Reorganising specialist cancer surgery for the twenty-first century: a mixed methods evaluation (RESPECT-21)

There are longstanding recommendations to centralise specialist healthcare services, citing the potential to reduce variations in care and improve patient outcomes. Current activity to centralise specialist cancer surgical services in two areas of England provides an opportunity to study the planning, implementation and outcomes of such changes. London Cancer and Manchester Cancer are centralising specialist surgical pathways for prostate, bladder, renal, and oesophago-gastric cancers, so that these services are provided in fewer hospitals. The centralisations in London were implemented between November 2015 and April 2016, while implementation in Manchester is anticipated in 2017.

This mixed methods evaluation will analyse stakeholder preferences for centralisations; it will use qualitative methods to analyse planning, implementation and sustainability of the centralisations ('how and why?'); and it will use a controlled before and after design to study the impact of centralisation on clinical processes, clinical outcomes, cost-effectiveness and patient experience ('what works and at what cost?'). The study will use a framework developed in previous research on major system change in acute stroke services. A discrete choice experiment will examine patient, public and professional preferences for centralisations of this kind. Qualitative methods will include documentary analysis, stakeholder interviews and non-participant observations of meetings. Quantitative methods will include analysis of local and national data on clinical processes, outcomes, costs and National Cancer Patient Experience Survey data. Finally, we will hold a workshop for those involved in centralisations of specialist services in other settings to discuss how these lessons might apply more widely.

This multi-site study will address gaps in the evidence on stakeholder preferences for centralisations of specialist cancer surgery and the processes, impact and cost-effectiveness of changes of this kind. With increasing drives to centralise specialist services, lessons from this study will be of value to those who commission, organise and manage cancer services, as well as services for other conditions and in other settings. The study will face challenges in terms of recruitment, the retrospective analysis of some of the changes, the distinction between primary and secondary outcome measures, and obtaining information on the resources spent on the reconfiguration.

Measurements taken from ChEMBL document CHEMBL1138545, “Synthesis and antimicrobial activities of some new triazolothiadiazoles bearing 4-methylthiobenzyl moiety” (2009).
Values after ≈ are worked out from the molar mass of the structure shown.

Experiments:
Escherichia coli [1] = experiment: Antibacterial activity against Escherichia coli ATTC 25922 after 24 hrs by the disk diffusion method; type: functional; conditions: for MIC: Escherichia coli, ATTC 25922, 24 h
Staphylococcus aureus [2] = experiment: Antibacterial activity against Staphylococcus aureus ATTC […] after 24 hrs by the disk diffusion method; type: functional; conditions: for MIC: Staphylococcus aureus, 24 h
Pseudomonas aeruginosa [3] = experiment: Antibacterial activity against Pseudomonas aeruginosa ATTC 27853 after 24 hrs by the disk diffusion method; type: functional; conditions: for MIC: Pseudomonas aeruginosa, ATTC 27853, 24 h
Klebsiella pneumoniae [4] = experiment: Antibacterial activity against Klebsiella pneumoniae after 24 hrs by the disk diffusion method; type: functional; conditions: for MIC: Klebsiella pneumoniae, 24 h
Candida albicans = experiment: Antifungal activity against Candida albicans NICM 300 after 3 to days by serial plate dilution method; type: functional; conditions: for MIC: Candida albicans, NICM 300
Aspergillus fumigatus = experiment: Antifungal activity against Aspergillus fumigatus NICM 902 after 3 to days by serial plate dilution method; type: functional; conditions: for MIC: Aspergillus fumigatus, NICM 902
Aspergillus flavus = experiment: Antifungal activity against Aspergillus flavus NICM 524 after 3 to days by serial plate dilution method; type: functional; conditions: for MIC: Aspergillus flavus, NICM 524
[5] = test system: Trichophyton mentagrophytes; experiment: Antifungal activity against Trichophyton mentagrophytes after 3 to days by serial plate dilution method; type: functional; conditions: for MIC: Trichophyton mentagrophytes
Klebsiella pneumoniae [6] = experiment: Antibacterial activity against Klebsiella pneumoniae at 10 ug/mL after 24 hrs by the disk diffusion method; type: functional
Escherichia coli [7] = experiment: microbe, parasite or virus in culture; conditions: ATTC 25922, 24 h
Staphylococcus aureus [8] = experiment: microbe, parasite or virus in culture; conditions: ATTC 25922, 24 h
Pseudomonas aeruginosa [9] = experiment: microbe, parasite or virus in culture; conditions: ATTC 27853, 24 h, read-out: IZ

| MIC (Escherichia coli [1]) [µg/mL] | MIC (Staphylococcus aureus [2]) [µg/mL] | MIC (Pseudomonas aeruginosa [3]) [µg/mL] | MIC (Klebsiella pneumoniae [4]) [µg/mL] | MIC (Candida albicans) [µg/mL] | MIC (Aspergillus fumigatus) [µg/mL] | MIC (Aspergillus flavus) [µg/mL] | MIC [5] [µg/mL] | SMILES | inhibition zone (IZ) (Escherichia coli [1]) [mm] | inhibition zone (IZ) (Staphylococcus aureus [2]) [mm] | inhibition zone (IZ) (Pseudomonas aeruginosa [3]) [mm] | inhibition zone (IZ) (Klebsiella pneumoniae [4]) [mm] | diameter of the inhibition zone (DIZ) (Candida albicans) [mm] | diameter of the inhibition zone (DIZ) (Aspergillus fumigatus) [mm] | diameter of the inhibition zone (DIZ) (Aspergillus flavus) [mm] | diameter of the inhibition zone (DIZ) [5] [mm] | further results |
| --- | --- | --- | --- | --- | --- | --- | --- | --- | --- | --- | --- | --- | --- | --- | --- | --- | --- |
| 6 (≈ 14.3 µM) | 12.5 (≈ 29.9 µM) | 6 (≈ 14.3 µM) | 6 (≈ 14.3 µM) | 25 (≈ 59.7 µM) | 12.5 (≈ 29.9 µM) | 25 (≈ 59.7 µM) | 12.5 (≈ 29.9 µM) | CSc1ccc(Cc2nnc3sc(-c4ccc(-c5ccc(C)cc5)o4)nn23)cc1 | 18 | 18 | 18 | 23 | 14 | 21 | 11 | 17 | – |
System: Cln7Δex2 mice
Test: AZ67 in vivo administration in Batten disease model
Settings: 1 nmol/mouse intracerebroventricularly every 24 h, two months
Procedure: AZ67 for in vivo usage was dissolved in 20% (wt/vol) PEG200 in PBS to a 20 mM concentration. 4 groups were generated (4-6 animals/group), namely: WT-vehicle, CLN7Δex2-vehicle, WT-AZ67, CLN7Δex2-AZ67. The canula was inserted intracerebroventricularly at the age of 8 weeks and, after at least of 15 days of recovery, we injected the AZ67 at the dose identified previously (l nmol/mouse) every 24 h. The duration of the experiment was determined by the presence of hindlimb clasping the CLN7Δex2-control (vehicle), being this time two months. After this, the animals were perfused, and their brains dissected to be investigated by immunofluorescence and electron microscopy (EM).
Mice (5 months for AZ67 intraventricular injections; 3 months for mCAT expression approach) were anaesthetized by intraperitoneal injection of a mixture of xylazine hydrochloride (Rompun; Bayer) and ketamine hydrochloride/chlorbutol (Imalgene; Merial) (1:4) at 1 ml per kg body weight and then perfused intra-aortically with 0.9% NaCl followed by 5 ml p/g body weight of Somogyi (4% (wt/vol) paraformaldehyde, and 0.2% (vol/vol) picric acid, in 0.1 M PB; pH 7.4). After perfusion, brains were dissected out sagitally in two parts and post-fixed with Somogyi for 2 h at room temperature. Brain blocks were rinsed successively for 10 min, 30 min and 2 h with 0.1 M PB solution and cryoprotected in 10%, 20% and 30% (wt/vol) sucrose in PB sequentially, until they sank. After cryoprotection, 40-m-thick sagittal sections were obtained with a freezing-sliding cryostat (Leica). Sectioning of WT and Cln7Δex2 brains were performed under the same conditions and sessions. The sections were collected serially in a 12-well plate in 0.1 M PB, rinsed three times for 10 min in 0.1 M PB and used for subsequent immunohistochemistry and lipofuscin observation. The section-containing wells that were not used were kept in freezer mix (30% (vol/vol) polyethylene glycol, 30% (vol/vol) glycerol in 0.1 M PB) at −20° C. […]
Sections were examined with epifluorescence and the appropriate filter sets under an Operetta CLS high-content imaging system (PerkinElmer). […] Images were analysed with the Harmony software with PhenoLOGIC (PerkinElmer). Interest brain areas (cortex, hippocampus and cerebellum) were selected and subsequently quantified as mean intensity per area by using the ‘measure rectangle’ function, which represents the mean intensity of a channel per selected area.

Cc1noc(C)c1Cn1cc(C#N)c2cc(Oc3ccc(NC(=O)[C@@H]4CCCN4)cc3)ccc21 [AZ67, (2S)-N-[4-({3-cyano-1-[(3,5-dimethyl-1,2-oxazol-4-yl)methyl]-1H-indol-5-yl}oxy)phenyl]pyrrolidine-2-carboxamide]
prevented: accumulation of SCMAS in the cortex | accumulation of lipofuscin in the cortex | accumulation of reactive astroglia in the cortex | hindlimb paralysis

Implementation science : IS. 2016 Jan 25*** epublish ***

Naomi J Fulop, Angus I G Ramsay, Cecilia Vindrola-Padros, Michael Aitchison, Ruth J Boaden, Veronica Brinton, Caroline S Clarke, John Hines, Rachael M Hunter, Claire Levermore, Satish B Maddineni, Mariya Melnychuk, Caroline M Moore, Muntzer M Mughal, Catherine Perry, Kathy Pritchard-Jones, David C Shackley, Jonathan Vickers, Stephen Morris

Department of Applied Health Research, University College London, 1-19 Torrington Place, London, WC1E 7HB, UK. ., Department of Applied Health Research, University College London, 1-19 Torrington Place, London, WC1E 7HB, UK., Royal Free London NHS Foundation Trust, London, UK., Alliance Manchester Business School, University of Manchester, Manchester, UK., Patient representative, London, UK., Research Department of Primary Care and Population Health, University College London, London, UK., University College London Hospitals NHS Foundation Trust, London, UK., Salford Royal NHS Foundation Trust, Salford, UK., Division of Surgery and Interventional Science, University College London, London, UK.